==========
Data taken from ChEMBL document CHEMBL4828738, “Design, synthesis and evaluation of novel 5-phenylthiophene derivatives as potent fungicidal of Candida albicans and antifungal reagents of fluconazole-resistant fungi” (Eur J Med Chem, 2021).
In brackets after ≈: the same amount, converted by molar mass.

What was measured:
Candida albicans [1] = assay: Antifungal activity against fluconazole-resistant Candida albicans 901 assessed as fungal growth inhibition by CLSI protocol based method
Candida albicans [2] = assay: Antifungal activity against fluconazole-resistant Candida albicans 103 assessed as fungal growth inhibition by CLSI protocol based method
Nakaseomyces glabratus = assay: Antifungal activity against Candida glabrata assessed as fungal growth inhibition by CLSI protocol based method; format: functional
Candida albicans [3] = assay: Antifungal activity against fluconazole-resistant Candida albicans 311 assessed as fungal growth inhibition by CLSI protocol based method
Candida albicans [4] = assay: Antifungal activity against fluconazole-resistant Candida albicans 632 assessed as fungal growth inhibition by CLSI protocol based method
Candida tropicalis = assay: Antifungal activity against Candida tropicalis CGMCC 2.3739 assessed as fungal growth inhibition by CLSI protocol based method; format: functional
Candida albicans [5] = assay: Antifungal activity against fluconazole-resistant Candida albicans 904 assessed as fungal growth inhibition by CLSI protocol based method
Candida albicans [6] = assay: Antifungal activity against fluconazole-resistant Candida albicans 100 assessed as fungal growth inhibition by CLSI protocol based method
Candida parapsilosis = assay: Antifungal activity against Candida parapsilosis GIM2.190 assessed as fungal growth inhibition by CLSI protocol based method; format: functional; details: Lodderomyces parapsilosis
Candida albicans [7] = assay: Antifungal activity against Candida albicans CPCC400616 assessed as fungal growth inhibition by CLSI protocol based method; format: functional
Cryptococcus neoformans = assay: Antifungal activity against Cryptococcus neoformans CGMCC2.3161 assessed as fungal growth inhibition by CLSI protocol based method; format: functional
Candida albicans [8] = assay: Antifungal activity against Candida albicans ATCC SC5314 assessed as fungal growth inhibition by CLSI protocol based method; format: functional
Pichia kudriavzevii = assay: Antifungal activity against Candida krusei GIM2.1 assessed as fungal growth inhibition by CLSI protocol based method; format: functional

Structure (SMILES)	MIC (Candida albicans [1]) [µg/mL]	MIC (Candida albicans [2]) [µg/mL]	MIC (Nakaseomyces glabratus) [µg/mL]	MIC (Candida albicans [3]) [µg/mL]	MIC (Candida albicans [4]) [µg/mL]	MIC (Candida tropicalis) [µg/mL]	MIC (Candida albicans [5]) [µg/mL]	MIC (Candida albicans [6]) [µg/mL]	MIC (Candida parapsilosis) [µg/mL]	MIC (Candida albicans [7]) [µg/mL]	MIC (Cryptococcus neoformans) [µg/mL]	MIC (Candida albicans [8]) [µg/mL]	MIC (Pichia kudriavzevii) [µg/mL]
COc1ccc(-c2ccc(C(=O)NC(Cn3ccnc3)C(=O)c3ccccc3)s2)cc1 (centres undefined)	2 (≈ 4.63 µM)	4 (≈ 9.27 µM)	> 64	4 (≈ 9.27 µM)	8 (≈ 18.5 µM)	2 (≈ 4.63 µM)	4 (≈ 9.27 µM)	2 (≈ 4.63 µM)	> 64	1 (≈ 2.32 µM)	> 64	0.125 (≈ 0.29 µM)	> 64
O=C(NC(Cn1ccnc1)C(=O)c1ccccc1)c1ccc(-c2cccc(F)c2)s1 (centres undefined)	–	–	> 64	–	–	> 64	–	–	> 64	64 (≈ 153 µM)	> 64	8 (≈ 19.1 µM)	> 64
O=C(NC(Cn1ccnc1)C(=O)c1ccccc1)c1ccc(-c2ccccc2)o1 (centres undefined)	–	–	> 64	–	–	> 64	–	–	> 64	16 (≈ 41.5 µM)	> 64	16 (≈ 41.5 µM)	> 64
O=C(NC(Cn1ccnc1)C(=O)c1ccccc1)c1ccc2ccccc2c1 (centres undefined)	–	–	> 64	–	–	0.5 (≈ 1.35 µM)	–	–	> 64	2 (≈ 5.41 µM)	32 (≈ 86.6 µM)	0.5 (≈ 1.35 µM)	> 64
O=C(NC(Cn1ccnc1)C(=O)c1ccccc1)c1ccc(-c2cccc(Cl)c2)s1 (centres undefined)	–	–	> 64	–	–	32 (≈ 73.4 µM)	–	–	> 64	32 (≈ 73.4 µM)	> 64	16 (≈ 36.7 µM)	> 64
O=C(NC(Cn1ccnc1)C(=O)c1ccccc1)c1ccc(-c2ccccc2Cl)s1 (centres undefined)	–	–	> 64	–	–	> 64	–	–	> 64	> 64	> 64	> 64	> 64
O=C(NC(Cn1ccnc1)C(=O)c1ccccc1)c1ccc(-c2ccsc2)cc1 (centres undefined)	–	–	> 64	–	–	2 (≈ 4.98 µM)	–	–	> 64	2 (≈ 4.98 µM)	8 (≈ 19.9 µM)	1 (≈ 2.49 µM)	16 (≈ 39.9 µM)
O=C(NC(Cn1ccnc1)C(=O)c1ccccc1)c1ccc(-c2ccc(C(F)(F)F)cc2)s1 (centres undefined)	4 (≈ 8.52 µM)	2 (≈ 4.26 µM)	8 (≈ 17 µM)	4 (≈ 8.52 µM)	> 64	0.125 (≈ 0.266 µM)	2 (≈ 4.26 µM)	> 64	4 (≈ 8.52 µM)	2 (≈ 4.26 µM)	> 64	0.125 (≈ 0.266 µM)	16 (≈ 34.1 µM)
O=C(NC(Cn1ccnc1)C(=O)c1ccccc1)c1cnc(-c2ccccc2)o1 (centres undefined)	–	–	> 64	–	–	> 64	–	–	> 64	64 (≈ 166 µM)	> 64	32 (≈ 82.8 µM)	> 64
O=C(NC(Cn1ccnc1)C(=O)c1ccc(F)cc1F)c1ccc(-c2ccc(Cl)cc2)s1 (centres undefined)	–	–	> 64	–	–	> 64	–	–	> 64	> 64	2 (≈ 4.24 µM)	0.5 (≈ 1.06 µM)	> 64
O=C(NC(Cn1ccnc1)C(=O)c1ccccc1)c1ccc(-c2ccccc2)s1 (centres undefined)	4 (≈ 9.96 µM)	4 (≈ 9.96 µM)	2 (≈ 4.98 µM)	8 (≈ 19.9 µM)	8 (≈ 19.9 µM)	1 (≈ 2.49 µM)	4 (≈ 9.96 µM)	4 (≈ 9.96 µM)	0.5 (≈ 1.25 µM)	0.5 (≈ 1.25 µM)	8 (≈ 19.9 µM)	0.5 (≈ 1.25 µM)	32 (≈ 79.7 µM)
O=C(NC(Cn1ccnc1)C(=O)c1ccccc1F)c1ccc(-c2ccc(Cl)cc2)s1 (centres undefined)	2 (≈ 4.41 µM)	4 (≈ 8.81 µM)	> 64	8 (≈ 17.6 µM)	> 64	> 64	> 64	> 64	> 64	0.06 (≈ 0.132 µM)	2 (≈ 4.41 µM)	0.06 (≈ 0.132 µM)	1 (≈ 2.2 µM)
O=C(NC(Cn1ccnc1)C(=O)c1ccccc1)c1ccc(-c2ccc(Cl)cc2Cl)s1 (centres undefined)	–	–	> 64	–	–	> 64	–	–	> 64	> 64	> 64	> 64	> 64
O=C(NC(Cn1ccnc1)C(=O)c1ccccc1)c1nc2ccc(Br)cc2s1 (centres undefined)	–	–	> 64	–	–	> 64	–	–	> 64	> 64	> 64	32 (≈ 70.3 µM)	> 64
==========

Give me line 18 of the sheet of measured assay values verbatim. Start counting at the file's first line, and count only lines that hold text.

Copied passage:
COc1ccc(-c2ccc(C(=O)NC(Cn3ccnc3)C(=O)c3ccccc3)s2)cc1 (centres undefined)	2 (≈ 4.63 µM)	4 (≈ 9.27 µM)	> 64	4 (≈ 9.27 µM)	8 (≈ 18.5 µM)	2 (≈ 4.63 µM)	4 (≈ 9.27 µM)	2 (≈ 4.63 µM)	> 64	1 (≈ 2.32 µM)	> 64	0.125 (≈ 0.29 µM)	> 64